The turn of the year is always supposed to be a time of new beginnings.
It’s a time to take a deep breath, throw off the past 12 months and hope the next 12 are as good or even better.
The trials of 2016 and the uncertainty it brought us have been the subject of much discussion.
They’ve been mentioned in the Christmas addresses from the heads of the churches and by the Queen herself in her traditional Christmas Day message.
And I suspect a few of us ordinary mortals will say good riddance to 2016 and be welcoming the new beginnings 2017 will offer.
For me, however, the start of the year is marking an end.
Why? Well, this is my last column for The News after almost five years.
The most important thing to do is to say thank you to all of you who have read this page over the years.
And a special thank you to those who have taken the trouble to write letters to The News or commented online at portsmouth.co.uk to say you agree or, more usually, disagree with what I’ve been saying.
To have been able to write this page is a huge privilege, and prompting a bit of debate means I’ve done my job right.
It’s not just me who’s allowed to have an opinion in print, read by thousands of people every time.
Every person who writes in to the paper gets the same chance.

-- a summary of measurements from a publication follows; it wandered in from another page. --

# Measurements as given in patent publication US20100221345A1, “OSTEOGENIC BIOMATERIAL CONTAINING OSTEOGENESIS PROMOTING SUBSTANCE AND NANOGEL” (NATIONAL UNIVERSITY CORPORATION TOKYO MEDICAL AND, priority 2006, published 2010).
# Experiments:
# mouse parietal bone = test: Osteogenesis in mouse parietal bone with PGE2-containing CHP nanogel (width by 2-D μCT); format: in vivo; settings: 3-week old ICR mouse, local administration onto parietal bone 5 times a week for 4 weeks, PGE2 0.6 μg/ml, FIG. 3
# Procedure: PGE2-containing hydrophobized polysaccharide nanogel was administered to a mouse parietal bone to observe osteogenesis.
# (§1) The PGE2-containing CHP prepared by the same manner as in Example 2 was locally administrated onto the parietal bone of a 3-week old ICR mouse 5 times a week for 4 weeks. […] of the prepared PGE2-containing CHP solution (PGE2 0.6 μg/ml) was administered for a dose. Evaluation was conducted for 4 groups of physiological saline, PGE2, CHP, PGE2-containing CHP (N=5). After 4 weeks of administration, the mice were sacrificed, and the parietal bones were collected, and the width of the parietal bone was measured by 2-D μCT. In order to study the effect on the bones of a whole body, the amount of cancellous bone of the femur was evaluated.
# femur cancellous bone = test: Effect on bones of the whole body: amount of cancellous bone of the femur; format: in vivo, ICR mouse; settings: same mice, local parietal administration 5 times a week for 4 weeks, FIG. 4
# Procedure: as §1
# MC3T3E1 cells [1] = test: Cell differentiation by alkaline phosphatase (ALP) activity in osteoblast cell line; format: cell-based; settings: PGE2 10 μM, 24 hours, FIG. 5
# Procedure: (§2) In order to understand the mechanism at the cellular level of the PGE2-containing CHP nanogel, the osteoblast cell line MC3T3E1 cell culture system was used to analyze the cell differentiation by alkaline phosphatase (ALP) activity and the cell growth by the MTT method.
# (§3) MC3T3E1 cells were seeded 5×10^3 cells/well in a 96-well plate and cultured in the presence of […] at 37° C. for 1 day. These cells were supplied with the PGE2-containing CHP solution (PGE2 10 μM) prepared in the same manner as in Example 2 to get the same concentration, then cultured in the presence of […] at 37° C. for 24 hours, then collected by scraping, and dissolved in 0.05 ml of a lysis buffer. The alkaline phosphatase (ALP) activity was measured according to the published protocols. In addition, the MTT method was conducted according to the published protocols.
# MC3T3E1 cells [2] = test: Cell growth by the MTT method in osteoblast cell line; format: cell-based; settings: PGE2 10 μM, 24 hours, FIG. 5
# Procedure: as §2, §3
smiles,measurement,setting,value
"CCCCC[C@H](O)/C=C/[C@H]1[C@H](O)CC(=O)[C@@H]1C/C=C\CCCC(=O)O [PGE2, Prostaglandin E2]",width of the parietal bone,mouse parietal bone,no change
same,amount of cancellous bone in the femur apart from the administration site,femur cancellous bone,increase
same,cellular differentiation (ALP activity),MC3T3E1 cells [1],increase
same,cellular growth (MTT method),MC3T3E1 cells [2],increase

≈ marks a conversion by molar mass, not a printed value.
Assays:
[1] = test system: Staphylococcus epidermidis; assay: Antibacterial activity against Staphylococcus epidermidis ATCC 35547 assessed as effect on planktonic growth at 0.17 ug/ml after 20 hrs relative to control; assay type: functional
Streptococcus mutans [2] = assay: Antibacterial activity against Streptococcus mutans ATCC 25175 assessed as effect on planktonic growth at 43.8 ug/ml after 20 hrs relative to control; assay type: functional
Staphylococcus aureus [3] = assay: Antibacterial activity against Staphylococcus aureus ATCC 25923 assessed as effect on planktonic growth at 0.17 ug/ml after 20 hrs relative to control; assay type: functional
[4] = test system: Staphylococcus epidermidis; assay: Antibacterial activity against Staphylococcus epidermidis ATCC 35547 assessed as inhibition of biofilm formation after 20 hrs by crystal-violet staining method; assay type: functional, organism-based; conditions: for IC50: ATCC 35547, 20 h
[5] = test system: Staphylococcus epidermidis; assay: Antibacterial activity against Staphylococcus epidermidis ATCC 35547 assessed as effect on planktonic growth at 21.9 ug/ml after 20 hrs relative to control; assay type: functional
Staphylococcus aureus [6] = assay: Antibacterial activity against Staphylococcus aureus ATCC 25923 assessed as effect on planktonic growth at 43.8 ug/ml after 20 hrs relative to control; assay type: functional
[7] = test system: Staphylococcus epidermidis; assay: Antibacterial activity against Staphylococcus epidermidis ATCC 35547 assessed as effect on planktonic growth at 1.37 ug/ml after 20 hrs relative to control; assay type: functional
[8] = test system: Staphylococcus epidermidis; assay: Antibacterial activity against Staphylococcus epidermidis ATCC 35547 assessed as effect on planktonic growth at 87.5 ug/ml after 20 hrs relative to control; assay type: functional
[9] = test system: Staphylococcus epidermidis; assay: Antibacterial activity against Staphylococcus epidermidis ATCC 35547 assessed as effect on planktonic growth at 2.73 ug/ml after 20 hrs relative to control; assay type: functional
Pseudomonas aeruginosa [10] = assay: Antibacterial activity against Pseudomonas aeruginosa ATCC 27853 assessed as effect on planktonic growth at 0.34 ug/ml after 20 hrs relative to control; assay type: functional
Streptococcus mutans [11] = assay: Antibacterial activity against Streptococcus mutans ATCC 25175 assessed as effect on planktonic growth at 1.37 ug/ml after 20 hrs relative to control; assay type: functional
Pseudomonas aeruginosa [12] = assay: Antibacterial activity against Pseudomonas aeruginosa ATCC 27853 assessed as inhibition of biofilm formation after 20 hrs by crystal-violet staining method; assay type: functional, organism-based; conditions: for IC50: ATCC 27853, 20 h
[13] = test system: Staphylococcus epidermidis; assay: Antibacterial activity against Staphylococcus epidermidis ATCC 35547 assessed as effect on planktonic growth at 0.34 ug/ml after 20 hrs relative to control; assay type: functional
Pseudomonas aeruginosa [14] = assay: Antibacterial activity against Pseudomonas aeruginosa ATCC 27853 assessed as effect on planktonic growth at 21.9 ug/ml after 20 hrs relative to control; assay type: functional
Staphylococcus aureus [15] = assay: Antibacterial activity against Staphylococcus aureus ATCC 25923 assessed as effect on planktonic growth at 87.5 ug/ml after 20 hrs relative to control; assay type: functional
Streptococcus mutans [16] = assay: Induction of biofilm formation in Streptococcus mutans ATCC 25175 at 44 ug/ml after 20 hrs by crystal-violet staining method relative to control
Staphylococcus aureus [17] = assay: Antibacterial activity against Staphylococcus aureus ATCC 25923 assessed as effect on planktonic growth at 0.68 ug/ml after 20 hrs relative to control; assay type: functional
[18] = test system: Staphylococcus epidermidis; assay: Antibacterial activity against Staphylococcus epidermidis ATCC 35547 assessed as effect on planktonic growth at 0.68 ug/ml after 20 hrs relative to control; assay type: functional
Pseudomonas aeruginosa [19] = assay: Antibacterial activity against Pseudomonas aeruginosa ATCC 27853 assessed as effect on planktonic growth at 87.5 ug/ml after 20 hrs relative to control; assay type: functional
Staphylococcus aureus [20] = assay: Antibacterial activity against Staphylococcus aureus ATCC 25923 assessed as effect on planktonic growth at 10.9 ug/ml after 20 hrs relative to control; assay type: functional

And haven’t they had a lot to talk about over the past 12 months?
There’s been human tragedy in Syria, the Western version of the Arab Spring in Brexit and Trump.
Then of course there are the celebrity deaths that seem to have dominated the headlines in the meantime.
This past year has been challenging to write about, challenging to make sense of.
It’s only after spending a few days with my family and friends over Christmas that I can put it in some sort of perspective.
But as the year opens and we look again to the future, I can only echo what the late, great George Michael had to say about how it’s all going to turn out.
You gotta have faith.
THERE ARE A LOT OF GOOD PEOPLE OUT THERE MAKING A DIFFERENCE
One of the things I’ve loved writing about over the past few years is the good work people do to raise money or help other people.
It’s nice to be reminded that there are people out there doing something for others.
Just last week this paper reported runners in Portsmouth’s Great South Run had contributed to the Great Run series’ fundraising total of almost £54m for good causes in 2016.
And then there are those who signed up to the bone marrow register to try to help George O’Shaughnessy, three, survive leukaemia.
It can be easy to focus on the doom and gloom, but there are a lot of good people out there making a real difference to our lives in one way or another.
We just need to take some notice of them.
PAPERS WILL ALWAYS HAVE VITAL ROLE TO PLAY IN ANY COMMUNITY
As many of you will know, I’ve been part of The News family, first as a reporter and then as a freelance columnist, since 2010.
And although today marks the last time I’ll be writing for the paper, it will continue to have the same space in my heart it’s had since I was a kid and its contents were discussed around the family dinner table.
Local papers will always have a vital role to play in any community, as their journalists need to hold our elected officials and our courts to account, ensuring the right decisions are being made in our name.
Social media cannot do that, so newspapers need to be protected, not have their existence threatened by Leveson or the flourish of accountants’ pens.